Wagner played 147 games in 1905, hitting .363 (NL second) with 114 runs (NL fourth), 32 doubles (NL third), 14 triples (NL seventh), six home runs (NL sixth), 101 RBI (NL third), 57 stolen bases (NL third), 54 walks, and 53 strikeouts. He led the NL with an 8.4 WAR, and posted a .427 OBP (NL third), a .505 SLG (NL second), and a .932 OPS (NL second). On defense, he made 353 putouts (NL second), 517 assists (NL third), 64 double plays (NL third), and a .935 F% (NL fourth) at shortstop. The Bucs posted a 96-57 record on the season, finishing nine games behind the pennant winning New York Giants in second place.
1906 would see Wagner lead the NL with a .339 batting average, and .875 OPS, 237 total bases, 38 doubles, a 9.3 WAR, and 103 runs scored. He played in 142 games, walking 58 times with 31 strikeouts. He stole 53 bases (NL fourth), knocked in 71 RBI (NL fifth), and hit nine triples, putting up a .416 OBP (NL fourth), and a .459 SLG (NL second). He put up a .941 F% at shortstop (NL third), with 334 putouts (NL second), 473 assists (NL second), and an NL leading 57 double plays turned. Even with a 93-60 record, the Pirates finished third in the league, 23.5 games behind the first place Chicago Cubs.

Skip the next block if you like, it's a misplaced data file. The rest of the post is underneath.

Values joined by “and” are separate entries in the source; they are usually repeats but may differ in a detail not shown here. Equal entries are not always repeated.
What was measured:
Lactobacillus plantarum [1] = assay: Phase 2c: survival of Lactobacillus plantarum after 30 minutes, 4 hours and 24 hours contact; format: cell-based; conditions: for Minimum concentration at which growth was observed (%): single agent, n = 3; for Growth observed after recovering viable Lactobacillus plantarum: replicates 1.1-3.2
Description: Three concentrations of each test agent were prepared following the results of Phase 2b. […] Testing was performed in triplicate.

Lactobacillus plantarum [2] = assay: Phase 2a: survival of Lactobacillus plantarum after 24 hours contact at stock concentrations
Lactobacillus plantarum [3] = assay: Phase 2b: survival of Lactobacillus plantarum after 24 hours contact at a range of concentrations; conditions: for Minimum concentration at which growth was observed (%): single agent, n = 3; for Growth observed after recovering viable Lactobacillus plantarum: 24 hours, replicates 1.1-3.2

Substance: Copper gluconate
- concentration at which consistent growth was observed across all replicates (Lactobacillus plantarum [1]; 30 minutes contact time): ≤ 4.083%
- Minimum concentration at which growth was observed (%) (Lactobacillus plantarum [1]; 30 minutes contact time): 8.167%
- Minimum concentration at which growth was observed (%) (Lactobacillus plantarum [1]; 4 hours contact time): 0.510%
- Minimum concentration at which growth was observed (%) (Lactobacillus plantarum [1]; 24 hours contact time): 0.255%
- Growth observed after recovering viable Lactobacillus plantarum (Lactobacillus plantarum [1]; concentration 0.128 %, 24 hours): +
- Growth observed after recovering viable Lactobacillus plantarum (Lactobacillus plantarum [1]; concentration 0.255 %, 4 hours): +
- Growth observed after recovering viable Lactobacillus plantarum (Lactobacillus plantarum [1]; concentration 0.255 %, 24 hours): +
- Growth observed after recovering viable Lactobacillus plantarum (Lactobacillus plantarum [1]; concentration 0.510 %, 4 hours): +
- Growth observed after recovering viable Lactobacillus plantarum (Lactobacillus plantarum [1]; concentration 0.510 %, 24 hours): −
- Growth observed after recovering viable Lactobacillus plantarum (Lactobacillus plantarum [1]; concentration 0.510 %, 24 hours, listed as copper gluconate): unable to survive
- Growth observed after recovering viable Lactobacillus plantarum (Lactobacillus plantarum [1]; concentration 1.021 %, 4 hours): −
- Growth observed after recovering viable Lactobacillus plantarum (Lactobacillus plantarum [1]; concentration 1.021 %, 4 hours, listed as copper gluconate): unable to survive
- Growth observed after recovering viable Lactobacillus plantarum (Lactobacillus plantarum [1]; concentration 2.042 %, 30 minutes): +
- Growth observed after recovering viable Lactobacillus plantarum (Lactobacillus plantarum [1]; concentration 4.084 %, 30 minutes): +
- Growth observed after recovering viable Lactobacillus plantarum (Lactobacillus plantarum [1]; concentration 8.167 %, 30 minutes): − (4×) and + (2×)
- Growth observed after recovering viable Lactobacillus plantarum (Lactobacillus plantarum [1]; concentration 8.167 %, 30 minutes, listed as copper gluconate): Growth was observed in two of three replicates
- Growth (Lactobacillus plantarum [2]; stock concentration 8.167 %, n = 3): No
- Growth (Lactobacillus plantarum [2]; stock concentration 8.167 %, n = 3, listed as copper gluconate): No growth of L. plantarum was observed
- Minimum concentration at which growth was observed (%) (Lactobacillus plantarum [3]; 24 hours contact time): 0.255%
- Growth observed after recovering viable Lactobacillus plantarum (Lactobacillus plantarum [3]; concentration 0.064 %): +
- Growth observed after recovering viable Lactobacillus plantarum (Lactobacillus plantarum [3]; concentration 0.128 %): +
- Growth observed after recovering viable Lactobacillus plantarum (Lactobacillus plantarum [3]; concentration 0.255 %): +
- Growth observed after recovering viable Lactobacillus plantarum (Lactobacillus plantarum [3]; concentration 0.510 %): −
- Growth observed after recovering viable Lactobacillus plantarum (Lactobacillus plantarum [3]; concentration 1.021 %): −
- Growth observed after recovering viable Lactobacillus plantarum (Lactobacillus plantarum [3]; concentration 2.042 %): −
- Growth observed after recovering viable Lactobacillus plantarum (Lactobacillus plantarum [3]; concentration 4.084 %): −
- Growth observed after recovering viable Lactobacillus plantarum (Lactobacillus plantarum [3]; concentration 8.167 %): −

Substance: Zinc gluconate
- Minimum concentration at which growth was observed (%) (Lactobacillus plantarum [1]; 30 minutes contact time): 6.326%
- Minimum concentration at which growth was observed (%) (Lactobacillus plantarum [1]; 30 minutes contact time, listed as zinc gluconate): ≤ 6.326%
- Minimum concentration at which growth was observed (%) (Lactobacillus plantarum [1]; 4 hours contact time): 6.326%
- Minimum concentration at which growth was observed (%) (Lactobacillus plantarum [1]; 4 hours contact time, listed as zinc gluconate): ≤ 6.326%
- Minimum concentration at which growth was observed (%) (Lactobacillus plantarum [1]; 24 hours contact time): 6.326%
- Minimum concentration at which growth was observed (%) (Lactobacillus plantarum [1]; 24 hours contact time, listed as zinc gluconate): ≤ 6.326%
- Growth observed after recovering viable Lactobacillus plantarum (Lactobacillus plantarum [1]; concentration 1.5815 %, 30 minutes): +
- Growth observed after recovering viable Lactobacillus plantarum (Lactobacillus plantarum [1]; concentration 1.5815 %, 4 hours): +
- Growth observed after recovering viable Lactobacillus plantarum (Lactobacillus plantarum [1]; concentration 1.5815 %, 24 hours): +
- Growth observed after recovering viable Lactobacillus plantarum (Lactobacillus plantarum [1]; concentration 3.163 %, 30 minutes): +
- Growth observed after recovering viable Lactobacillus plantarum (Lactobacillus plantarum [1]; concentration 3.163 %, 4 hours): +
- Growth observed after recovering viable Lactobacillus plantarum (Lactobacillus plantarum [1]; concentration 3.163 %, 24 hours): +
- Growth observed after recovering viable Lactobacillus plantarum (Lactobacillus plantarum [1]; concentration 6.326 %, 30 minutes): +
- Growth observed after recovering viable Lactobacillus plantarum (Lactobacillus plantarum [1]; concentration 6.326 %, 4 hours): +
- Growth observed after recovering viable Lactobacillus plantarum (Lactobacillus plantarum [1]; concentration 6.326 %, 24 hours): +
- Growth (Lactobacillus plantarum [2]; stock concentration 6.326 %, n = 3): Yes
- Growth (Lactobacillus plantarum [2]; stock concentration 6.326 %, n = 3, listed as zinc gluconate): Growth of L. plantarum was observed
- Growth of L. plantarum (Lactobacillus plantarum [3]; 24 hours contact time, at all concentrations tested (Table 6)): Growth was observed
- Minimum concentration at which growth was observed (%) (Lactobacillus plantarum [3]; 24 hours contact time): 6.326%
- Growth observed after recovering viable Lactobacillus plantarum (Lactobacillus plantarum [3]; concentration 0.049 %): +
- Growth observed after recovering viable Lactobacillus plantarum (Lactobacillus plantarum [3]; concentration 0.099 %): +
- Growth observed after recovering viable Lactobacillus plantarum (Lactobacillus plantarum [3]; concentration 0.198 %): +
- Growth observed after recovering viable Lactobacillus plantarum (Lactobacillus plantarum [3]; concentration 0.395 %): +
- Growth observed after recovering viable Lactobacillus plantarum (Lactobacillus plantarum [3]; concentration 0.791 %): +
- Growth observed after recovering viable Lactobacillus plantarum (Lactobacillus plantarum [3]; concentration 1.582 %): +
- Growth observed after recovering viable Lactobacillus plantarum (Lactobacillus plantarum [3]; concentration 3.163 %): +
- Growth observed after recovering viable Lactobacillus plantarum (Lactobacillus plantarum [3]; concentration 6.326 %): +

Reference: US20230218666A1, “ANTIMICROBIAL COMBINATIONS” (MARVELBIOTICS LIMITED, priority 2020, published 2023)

In 1907, Wagner led the NL with a 187 OPS+, 264 total bases, an 8.9 WAR rating, a .350 batting average, a .408 OBP, a .513 SLG, a .921 OPS, 61 stolen bases, and 38 doubles. He scored 98 runs (NL third) in 142 contests, with 14 triples (NL third), six home runs (NL fourth), 82 RBI (NL second), 46 walks, and 40 strikeouts. He made 314 putouts (NL fourth) and 428 assists (NL fourth) for a .938 F% (NL fifth). Pittsburgh finished 17 games back, again behind the Cubs, with a 91-63 record to end the season.
Wagner appeared in 151 contests in 1908, leading the National League with a .354 batting average, a .415 OBP, a .542 SLG, a .957 OPS, a 205 OPS+, 308 total bases, 53 stolen bases, 201 hits, 39 doubles, 19 triples, a career high 11.5 total WAR, 354 defensive putouts at shortstop, and 109 RBI. He also drew 54 walks (NL 10th), made 469 defensive assists (NL fourth), and scored 100 runs (NL second), hitting 10 home runs (NL second). Pittsburgh finished 42 games above .500, at 98-56, but finished tied with the Giants for second, just one game behind the Cubs for the pennant.